GIS for Your Broadband Expansion Project

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Stimulus grants awarded under the American Reinvestment and Recovery Act (ARRA) encourage the development of broadband networks that create jobs; spur investments in technology and infrastructure; and deliver long-term economic benefits. These projects are under tight timeframes to put stimulus money to use immediately; and often the pressure of designing, building and reporting progress makes comprehensive network data management a lesser project priority.
However, data accessibility by network operators and subscribing providers is vital to efficient network completion and maintenance and successful business development. Maine Fiber Company, Inc., realized this when it began constructing a 1,100-mile, high capacity fiber optic network to extend middle-mile connectivity across the state of Maine. Using its Broadband Technology Opportunities Program (BTOP) federal stimulus grant and private investments, it began building this network from scratch, tracking the network with legacy data formats such as internet maps, CAD and paper files to model cable routes. It soon realized the need for network information management technology that would support cost-efficient construction and maintenance of its expansive and dispersed network area.
The company found that centralizing asset and network data as a single geodatabase, using ArcFM™ Fiber Manager, streamlines network data availability across the enterprise. This solution eliminates the time and costs of maintaining multiple databases and provides the segment length and cost accuracy critical to its business model. Flexibility enables the solution to grow with the company, and cross-departmental data sharing supports efficient circuit planning, analysis and reporting. This advanced enterprise GIS technology supports decision making across the organization that not only streamlines the broadband business startup but also makes long-term management efficient and accurate.

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GIS for Your Broadband Expansion Project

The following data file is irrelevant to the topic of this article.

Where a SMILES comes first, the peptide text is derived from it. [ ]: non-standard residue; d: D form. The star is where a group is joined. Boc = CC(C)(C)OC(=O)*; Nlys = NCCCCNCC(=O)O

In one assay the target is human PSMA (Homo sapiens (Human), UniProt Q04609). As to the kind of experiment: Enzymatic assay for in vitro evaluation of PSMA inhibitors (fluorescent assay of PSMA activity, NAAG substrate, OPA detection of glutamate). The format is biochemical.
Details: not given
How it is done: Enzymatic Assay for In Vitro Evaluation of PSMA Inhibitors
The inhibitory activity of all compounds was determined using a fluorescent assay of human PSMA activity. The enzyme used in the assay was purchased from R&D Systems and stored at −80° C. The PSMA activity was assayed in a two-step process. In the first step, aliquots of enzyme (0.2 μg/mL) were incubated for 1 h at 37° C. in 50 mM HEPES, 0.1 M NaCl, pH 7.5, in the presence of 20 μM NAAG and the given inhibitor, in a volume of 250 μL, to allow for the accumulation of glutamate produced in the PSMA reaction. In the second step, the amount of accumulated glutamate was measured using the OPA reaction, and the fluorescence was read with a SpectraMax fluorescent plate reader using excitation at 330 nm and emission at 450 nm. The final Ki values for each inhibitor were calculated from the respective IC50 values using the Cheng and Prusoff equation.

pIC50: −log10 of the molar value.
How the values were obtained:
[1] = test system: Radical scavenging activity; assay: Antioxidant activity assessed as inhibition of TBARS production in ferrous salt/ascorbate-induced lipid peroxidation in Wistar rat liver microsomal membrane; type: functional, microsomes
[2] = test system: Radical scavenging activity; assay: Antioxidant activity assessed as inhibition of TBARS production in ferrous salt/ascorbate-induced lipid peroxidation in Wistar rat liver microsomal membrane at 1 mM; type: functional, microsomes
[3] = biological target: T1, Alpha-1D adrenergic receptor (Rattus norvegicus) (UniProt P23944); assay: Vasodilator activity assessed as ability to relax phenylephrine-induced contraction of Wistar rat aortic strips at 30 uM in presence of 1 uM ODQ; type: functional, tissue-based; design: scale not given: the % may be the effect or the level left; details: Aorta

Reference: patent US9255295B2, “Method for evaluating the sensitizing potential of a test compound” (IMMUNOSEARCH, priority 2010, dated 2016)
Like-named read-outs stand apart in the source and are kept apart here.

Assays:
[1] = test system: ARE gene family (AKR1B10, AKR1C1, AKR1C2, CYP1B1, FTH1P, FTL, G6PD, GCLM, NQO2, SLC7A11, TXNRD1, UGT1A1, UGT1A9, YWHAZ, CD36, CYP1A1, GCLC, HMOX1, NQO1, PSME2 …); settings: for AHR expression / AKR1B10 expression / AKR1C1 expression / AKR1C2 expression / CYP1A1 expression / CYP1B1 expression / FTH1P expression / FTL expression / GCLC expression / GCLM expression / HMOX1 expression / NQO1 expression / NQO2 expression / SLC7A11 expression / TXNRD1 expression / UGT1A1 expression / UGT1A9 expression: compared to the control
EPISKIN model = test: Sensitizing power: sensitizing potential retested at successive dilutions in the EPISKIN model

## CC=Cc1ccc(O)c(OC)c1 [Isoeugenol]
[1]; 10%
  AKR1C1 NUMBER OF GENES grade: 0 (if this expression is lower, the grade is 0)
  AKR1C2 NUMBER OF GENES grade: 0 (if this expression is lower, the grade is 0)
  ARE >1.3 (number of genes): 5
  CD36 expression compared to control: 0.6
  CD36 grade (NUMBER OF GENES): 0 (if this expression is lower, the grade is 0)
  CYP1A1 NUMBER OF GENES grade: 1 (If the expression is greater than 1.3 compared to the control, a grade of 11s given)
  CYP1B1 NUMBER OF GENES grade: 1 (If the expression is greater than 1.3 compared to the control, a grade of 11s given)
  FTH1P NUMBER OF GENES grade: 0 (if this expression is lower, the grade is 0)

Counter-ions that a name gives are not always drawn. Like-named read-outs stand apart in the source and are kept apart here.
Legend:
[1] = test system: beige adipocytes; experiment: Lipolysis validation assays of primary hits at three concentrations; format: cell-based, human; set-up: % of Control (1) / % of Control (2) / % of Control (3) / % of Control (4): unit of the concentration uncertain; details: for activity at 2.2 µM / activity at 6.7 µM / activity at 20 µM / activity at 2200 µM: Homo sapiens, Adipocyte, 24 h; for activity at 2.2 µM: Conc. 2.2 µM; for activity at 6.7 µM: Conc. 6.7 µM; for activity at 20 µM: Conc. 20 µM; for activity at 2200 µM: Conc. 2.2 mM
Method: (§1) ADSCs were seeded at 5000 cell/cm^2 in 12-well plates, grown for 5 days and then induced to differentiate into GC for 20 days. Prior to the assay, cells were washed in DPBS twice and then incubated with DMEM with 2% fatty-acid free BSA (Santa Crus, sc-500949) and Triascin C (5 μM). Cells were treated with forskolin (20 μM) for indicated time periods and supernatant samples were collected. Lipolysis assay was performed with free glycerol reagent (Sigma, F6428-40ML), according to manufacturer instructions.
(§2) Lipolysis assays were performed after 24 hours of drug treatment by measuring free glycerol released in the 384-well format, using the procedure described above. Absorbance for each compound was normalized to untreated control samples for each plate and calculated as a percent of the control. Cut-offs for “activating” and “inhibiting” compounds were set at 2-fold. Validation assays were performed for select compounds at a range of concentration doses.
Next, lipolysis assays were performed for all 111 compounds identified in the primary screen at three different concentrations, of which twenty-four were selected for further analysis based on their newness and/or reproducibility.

1. 1. APPLICATION NOTE GIS for Your Broadband Expansion Project – Enterprise GIS boosts projects from grant to growth Abstract Stimulus grants awarded under the American Reinvestment and Recovery Act (ARRA) encourage the development of broadband networks that create jobs; spur investments in technology and infrastructure; and deliver long-term economic benefits. These projects are under tight timeframes to put stimulus money to use immediately; and often the pressure of designing, building and reporting progress makes comprehensive network data management a lesser project priority. However, data accessibility by network operators and subscribing providers is vital to efficient network completion and maintenance and successful business development. Maine Fiber Company, Inc., realized this when it began constructing a 1,100-mile, high capacity fiber optic network to extend middle-mile connectivity across the state of Maine. Using its Broadband Technology Opportunities Program (BTOP) federal stimulus grant and private investments, it began building this network from scratch, tracking the network with legacy data formats such as internet maps, CAD and paper files to model cable routes. It soon realized the need for network information management technology that would support cost-efficient construction and maintenance of its expansive and dispersed network area. The company found that centralizing asset and network data as a single geodatabase, using ArcFM™ Fiber Manager, streamlines network data availability across the enterprise. This solution eliminates the time and costs of maintaining multiple databases and provides the segment length and cost accuracy critical to its business model. Flexibility enables the solution to grow with the company, and cross-departmental data sharing supports efficient circuit planning, analysis and reporting. This advanced enterprise GIS technology supports decision making across the organization that not only streamlines the broadband business startup but also makes long-term management efficient and accurate. Introduction In 2009, the American Reinvestment and Recovery Act (ARRA) appropriated $7.2 billion for distribution by the Department of Agriculture’s Rural Utilities Service (RUS) and the Department of Commerce’s National Telecommunications Information 1 ____________________________________________________________________________________________________ 2013 Schneider Electric. All rights reserved. No part of this publication may be used, reproduced, photocopied, transmitted, or stored in any retrieval system of any nature, without the written permission of the copyright owner. www.schneider-electric.com Rev 2013--0